If you haven’t experienced a wart in your life, chances are you know someone who has, and you may still get one yourself one day. Most take a while to go away on their own, but common over-the-counter and home remedy options are available to speed up the wart removal process. For expert attention to your skin problem, or for severe conditions, a dermatologist can help you figure out the best options for treatment.
Warts are a common skin infection. They show up as solid bumps on the skin that don’t hurt or itch, which might be slightly discolored. A wart is caused by the human papillomavirus (HPV). This virus gains entry to the skin through tiny breaks in the skin and lives in the outermost layer of the skin. Growth of the virus produces a bump with the characteristic rough, granular appearance. They are usually slightly lighter or darker than the color of the skin and sometimes have black dots in them. The dots are small, clotted blood vessels at the base of the wart. Common warts most often appear on the hands and feet, but the virus can occur on any part of the body. Your dermatologist or general practitioner can identify a wart for you if you’re still not sure about your skin irritation after a self-examination.
The virus is found on many common surfaces, such as shower floors. It is also shed from the surface of warts, explaining the contagious nature of warts and their ability to spread. Like most viruses, different people have different susceptibility to warts. Some people are, in fact, relatively immune and do not get warts. Other people get them frequently and severely.
Approaches to wart removal vary from gentle to slightly painful. Some of the medical wart treatments include:
OTC Treatments—it is important to seek the advice of a dermatologist before using OTC wart treatments if you are unsure of the diagnosis. When deciding to try the self-care approach with warts, there are several products available on the market. The most effective products have the ingredient salicylic acid, which works by drying up the wart and sloughing off the skin. It is important to treat only the wart since these products can irritate the surrounding skin.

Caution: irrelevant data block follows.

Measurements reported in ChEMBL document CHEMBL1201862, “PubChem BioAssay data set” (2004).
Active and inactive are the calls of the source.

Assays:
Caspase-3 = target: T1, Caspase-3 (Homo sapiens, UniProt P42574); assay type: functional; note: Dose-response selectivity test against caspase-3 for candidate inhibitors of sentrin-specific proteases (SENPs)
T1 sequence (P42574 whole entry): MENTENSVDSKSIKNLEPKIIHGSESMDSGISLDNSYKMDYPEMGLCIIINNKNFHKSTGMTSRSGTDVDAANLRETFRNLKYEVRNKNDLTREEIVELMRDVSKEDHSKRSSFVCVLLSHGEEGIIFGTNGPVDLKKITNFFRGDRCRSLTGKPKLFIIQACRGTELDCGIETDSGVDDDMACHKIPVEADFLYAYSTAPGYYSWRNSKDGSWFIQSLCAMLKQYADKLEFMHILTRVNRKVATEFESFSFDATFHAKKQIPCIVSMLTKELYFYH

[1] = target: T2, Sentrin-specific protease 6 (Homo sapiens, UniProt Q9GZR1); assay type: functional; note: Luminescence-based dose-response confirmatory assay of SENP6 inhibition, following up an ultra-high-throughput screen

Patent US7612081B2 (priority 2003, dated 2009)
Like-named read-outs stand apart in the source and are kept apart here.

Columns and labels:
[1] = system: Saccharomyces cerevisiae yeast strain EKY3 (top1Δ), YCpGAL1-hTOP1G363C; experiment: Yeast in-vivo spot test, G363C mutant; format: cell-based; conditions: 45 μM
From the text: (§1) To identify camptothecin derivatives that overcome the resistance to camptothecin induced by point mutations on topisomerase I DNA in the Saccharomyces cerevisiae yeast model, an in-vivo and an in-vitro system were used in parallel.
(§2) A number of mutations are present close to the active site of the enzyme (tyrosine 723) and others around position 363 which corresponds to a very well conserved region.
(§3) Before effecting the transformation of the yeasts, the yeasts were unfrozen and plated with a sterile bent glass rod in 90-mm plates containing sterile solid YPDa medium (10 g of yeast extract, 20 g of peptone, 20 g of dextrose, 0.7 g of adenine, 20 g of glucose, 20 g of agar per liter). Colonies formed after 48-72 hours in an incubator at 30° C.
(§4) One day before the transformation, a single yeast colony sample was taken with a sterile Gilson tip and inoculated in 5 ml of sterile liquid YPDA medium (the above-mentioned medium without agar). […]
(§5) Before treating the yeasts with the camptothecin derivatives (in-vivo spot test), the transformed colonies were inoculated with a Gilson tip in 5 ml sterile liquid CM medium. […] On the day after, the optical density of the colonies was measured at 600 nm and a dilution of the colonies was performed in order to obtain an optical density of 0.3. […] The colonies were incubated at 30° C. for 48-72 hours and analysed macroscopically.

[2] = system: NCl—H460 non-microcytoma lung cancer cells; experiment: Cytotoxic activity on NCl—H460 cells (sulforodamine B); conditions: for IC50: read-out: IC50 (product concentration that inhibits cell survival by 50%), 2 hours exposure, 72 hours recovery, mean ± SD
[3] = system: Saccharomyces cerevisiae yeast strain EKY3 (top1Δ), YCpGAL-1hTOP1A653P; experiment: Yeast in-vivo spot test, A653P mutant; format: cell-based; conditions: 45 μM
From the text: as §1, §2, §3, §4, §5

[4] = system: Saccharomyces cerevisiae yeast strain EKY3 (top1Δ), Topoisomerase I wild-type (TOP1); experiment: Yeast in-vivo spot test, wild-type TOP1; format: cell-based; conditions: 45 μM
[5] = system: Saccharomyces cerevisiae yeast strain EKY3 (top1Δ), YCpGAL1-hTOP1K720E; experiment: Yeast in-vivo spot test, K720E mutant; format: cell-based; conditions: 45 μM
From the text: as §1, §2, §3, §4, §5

Freezing (cryotherapy)—this method can destroy a wart by freezing it with liquid nitrogen. As the skin thaws, the dead skin (the wart) falls off. This method is effective but can sometimes require multiple treatments and is best performed by a dermatologist.
Electrodesiccation and curettage—this treatment involves cutting away the wart or destroying the wart by using an electric needle.
Laser surgery—the laser emits a narrow beam of light that helps to vaporizes HPV growths. A certain type of laser light helps vaporize the blood vessel that supplies the wart.
HPV vaccines— Two HPV vaccines are licensed by the FDA and recommended by CDC. These vaccines are Cervarix (made by GlaxoSmithKline) and Gardasil (made by Merck).
Injections—medication injections, such as the anti-cancer drug bleomycin, can be injected into the wart to kill the virus.
Since a virus spreads warts, regular skincare won’t necessarily make it less likely for warts to appear when you’re exposed. Only immunity will help prevent their development. Don’t worry, however, since these are common problems that have multiple treatments available. You should see your dermatologist if warts are spreading, appear on the genitals, or if you have been unsuccessful at treating them. Contact us to schedule an appointment today to have one of our experts care for you.